September is a big month for fighting cancer. In fact, the American Cancer Society (ACS) promotes awareness for more types of cancers during this month than in any other month of the year. They are:
• Childhood Cancer • Gynecologic Cancer • Leukemia and Lymphoma • Ovarian Cancer • Prostate Cancer • Thyroid Cancer
know that many people who read this blog are caring for seniors in
their lives, and that sometimes it’s hard to put their own health first.
But with all the attention these types of cancers will be getting over
the next few weeks, there are a lot of good reminders to schedule a full
health screening to ensure that you have your best shot at early
detection -- and treatment, if necessary.
Most women know the
ACS’s recommendations for breast cancer screening (yearly mammograms
starting at age 40, clinical breast exams about every three years for
younger women, regular self-examination for all women), but not everyone
is familiar with the guidelines for how often you should be screened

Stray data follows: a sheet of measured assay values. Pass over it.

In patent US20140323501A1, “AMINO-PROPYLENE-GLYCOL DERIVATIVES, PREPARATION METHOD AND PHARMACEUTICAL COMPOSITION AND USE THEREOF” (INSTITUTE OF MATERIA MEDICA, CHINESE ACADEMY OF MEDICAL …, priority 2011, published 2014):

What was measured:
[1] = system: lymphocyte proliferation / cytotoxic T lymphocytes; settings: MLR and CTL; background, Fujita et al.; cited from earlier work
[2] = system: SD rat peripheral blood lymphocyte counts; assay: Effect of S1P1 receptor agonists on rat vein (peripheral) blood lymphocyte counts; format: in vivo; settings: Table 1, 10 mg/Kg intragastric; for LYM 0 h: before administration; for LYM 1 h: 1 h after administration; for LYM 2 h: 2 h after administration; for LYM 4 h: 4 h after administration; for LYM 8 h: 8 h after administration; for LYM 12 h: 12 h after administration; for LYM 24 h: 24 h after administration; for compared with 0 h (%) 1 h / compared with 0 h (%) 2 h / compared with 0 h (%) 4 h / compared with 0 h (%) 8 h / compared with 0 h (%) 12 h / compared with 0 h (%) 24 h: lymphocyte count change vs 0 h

for other types of cancer.
For example, women over 40 should have a
pelvic exam to look for gynecological cancers (including ovarian) at
least once a year – more often if they are in a high risk category. This
is in addition to their annual Pap smear – although women who have had a
total hysterectomy or who are over 70 and their Pap smear has been
normal for 10 years, may forego the Pap.
For colorectal cancer and polyps, the ACS recommends the following testing schedule after age 50, for both men and women: Tests that find polyps and cancer: • Flexible sigmoidoscopy every 5 years, or • Colonoscopy every 10 years, or • Double-contrast barium enema every 5 years or • CT colonography (virtual colonoscopy) every 5 years
Tests that primarily find cancer: • Yearly fecal occult blood test (gFOBT) or • Yearly fecal immunochemical test (FIT) every year or • Stool DNA test (sDNA)
cancer screening guidelines are a little less cut and dried, due to a
high rate of false positives. The ACS’s stance is this: Starting at
age 50, men should talk to a doctor about the pros and cons of testing
so they can decide if testing is the right choice for them. If they are
African American or have a father or brother who had prostate cancer
before age 65, men should have this talk with a doctor starting at age
While different types of cancers have different recommended
screening frequencies, many of them have one thing in common: early
detection can be the difference between being a victim and being a
Please make time for your own good health this
September, and remember that we are always available for respite care if
you need a break. Just contact us!
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